Deep Dive Into Thyroid Gland
Take a closer look at how thyroid hormones are made on a cellular level inside the thyroid gland.
Judy Hsu, DO
January 25, 2021 at 7:23:12 PM
People are increasingly aware of the role that thyroid gland that plays in our body’s metabolism, likely partially because thyroid level gets checked for so many different health complaints.
Thyroid gland is a small butterfly-shaped structure that partially wraps around your trachea (wind pipe) below your larynx (voice box), and one of its functions is to secret thyroid hormones. There are two different form of thyroid hormones: triiodothyronine (T3) and tetraiodothyronine (T4 or thyroxine). Their chemical structures only differ by one iodine atom, but T3 is more active than T4 even though it is secreted in lesser quantity.
Thyroid hormones are produced by the follicular epithelial cells of the thyroid gland. These cells are organized in circular follicles surrounded by blood vessels in their perimeters. When the epithelial cells produce thyroid hormones, they get dumped into the center of the follicles in a pool of newly synthesized hormones called colloid. These hormones are bound to proteins called thyroglobulin.
Iodine is an important part of thyroid hormones. The follicular epithelial cells actively pumps iodine from the blood stream into the cells and then into the colloid filled follicular lumen where it is combined with thyroglobulin to make thyroid hormones. The thyroid hormones will be parked inside the colloid until the thyroid gland is stimulated to secrete its hormones by another hormone called thyroid stimulating hormone (TSH) released from another gland in the brain. When that happens, the follicular epithelial cells will absorb the thyroglobulin-bound thyroid hormones from the colloid and extrude free T3 and T4 into the nearby blood vessels.
Most of the T3 and T4 in the blood stream eventually get bound to transport proteins called thyroxine binding globulin (TBG). Only a small amount of thyroid hormones travel in circulation as free hormones. It is important to note that only free thyroid hormones are physiologically active. The ones bound by thyroxine binding globulin are part of a large reservoir which can be released and added to the pool of free hormones. The amount of free thyroid hormones in the blood stream provides feedback to the thyroid gland to make more or less hormones. Thyroxine binding globulin is made in the liver.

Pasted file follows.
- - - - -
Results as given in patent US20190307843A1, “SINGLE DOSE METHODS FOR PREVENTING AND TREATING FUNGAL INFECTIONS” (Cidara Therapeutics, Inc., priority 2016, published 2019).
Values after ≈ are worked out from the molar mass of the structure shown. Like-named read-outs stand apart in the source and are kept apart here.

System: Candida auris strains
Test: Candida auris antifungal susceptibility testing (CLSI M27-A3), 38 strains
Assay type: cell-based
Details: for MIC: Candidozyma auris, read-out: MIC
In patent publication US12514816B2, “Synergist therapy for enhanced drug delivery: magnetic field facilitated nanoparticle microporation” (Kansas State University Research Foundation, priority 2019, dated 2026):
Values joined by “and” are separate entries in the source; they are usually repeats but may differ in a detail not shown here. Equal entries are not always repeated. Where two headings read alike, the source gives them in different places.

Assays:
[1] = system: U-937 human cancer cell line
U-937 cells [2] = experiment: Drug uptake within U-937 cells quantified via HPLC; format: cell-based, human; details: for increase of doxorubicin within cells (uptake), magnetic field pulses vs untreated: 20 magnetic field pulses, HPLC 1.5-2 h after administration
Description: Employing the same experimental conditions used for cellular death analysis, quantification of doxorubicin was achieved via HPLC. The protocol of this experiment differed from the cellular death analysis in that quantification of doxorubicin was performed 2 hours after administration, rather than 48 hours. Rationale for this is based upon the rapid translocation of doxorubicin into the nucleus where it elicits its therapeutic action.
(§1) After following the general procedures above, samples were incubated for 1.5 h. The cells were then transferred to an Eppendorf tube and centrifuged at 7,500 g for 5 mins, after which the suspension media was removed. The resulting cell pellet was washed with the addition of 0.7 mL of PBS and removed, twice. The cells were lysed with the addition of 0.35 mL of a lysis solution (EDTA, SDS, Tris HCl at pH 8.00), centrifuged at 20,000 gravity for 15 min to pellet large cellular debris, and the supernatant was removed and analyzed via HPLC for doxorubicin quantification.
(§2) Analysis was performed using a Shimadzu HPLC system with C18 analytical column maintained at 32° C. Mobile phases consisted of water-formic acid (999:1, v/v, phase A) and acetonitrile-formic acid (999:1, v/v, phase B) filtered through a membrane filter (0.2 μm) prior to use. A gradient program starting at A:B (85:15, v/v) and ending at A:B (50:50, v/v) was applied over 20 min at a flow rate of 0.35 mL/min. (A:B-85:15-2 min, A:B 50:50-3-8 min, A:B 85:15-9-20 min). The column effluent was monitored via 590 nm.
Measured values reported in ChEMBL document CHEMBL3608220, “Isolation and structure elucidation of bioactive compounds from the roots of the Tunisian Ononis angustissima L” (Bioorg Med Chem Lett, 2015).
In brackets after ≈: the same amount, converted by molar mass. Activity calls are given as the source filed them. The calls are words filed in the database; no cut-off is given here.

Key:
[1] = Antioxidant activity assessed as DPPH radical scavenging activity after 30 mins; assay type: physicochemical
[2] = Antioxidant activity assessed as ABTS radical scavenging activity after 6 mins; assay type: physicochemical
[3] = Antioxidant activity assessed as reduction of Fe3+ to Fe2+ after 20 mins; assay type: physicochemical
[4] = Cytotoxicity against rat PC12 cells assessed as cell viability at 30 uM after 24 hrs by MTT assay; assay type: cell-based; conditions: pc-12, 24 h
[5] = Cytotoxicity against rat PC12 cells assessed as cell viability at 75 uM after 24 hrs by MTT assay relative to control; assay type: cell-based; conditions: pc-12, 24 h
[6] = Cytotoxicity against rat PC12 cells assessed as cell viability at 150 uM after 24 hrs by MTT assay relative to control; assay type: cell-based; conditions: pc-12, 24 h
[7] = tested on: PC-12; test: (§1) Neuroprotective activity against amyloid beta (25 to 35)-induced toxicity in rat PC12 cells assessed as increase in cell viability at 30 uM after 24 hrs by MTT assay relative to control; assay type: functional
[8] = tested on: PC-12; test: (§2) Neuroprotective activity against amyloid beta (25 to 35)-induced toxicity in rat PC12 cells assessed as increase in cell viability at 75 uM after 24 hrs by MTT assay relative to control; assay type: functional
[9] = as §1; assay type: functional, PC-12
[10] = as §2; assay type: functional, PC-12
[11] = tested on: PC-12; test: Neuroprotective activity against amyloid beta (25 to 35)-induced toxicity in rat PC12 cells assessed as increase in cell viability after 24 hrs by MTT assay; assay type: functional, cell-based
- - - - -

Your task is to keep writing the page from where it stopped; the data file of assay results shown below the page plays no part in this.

As previously stated, T3 is a more active form of thyroid hormone than T4, but most of the hormones are produced and released as T4 (about 10 times more). To get around this problem, the target tissues contains an enzyme called 5-iodinase that converts T4 to T3 by removing one atom of iodine. T4 can also be converted to an inactive form of T3 called rT3. Under normal condition, tissues produce T3 and rT3 in roughly the same quantity. However, the relative amount may change depending on what the body is going through. For instance, pregnancy, stress, and fasting all decrease the conversion of T4 to T3 and increase the conversion to rT3. Obesity does the opposite and increases the amount of T3 relative to rT3.
Once T3 is produced inside target tissue cells, it enters the nucleus of the cell and binds to a protein on DNA to instruct the cells to produce more proteins that regulate multiple important bodily functions like basal metabolic rate, bone maturation, and cardiac function.
In summary, thyroid gland is a structure that can be found in your neck, and its job is to release thyroid hormones, T3 and T4. The hormones are made and stored inside the thyroid gland which releases the hormones when it’s been stimulated by TSH which is made from a gland in the brain. T3 is the active form and is converted from T4 inside target tissues where it instructs our cells to produce more proteins that are essential to body functions.